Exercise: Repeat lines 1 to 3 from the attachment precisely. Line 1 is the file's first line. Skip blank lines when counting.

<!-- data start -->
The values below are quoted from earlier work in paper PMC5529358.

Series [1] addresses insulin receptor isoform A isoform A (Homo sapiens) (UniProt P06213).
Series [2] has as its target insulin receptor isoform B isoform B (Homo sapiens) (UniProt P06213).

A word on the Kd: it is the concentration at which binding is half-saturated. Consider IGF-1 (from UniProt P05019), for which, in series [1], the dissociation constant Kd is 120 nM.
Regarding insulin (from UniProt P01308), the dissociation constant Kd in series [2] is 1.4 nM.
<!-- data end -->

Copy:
The values below are quoted from earlier work in paper PMC5529358.

Series [1] addresses insulin receptor isoform A isoform A (Homo sapiens) (UniProt P06213).
Series [2] has as its target insulin receptor isoform B isoform B (Homo sapiens) (UniProt P06213).